During the 17th century, Venice was the world leader in glassblowing. The acheivements made in Venice were envied – so much so that the Council of Ten guarded the glassblowing masters. Corradino Manin was the most talented of all glassblowers and the Council virtually held him hostage on the island of Murano. Still, King Louis XIV was able to get a messager to him, tempting him to come to France to work on his palace. If he does so, it might cost him his daughter Leonora, who is being raised at the Pieta because she was born of an affair. Fast forward to modern England. Leonora Manin, a young artist born to an English mother and a Venetian father, travels to Venice after a painful divorce. She has recently discovered a love for blowing glass, just like her ancestor Corradino. She longs to find out more about her famous ancestor and hopes to find work as a glassblower. In Venice, Leonora finds herself while learning some things about her family’s past could destroy her future.
I enjoyed The Glassblower of Murano, but it wasn’t an earthshattering read for me. It makes for a light summer read, and it seemed to kick me out of the painfully slow reading funk I was in over the month prior. The story is told through two narrators: Corradino and Leonora. As Leonora learns little pieces about her ancestor, we get to read them from Corradino’s perspective. In many ways, Leonora’s story is typical chick-lit fair. Her relationship with Alessandro was predictable, right down to the fairy tale ending. Still, it was told well. For me, Corradino’s story made the book. It was interesting seeing glassblowing, Venice, and Venetian political corruption through his eyes. One of my favorite scenes was when he transported and installed his glass chandelier at the Pieta. I really had no idea of glassblowing’s rich history. I would suggest this novel when you want something comfortable to read that has a little historical fiction thrown in the mix.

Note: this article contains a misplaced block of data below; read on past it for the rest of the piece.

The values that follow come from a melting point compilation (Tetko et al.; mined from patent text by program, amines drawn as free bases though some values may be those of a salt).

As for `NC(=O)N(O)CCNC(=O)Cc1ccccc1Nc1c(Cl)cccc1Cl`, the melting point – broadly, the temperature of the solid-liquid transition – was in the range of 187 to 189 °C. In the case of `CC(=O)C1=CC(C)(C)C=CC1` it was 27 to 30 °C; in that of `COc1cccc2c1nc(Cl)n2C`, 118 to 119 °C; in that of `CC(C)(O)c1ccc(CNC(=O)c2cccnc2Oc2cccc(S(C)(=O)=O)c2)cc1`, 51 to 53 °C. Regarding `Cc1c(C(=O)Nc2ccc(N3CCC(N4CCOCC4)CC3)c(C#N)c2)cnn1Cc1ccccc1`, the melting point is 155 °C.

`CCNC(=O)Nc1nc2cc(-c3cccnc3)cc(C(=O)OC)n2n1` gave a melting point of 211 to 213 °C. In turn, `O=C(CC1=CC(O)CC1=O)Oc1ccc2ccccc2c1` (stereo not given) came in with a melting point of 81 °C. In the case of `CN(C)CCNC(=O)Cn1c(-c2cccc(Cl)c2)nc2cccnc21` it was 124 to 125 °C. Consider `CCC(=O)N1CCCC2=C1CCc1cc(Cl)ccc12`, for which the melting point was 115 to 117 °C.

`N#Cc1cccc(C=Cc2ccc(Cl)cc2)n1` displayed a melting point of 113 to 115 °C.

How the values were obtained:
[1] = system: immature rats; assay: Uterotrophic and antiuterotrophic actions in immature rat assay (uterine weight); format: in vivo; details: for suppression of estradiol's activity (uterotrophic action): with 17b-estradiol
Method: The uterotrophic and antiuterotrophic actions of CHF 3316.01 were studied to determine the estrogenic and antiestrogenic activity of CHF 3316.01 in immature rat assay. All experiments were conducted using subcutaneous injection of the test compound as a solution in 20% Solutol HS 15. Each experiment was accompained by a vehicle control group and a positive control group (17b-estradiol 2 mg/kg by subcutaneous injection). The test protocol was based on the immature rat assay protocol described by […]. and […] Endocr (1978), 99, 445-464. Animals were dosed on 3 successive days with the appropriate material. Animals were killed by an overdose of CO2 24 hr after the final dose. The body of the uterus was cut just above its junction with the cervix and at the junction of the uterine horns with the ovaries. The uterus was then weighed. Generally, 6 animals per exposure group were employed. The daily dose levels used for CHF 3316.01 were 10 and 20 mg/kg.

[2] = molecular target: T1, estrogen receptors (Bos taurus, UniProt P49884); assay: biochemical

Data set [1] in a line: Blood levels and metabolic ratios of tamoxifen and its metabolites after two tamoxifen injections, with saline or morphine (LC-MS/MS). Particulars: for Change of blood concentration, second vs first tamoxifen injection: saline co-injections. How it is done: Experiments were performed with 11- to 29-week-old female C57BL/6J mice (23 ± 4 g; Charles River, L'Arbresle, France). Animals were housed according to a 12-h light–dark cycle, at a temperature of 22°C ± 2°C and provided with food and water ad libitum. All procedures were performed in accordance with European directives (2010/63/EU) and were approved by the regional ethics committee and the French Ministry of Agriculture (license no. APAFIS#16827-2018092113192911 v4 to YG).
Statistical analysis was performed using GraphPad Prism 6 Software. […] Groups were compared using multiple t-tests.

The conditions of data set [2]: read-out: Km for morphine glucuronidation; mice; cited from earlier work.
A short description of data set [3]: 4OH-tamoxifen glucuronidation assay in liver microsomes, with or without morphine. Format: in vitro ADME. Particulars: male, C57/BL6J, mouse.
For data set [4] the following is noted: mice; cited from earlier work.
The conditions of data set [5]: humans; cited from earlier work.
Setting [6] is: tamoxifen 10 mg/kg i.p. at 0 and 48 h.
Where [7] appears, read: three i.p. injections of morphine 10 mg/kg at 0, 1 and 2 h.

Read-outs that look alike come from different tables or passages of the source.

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- Getting lost in Venice’s web of history (nationalpost.com)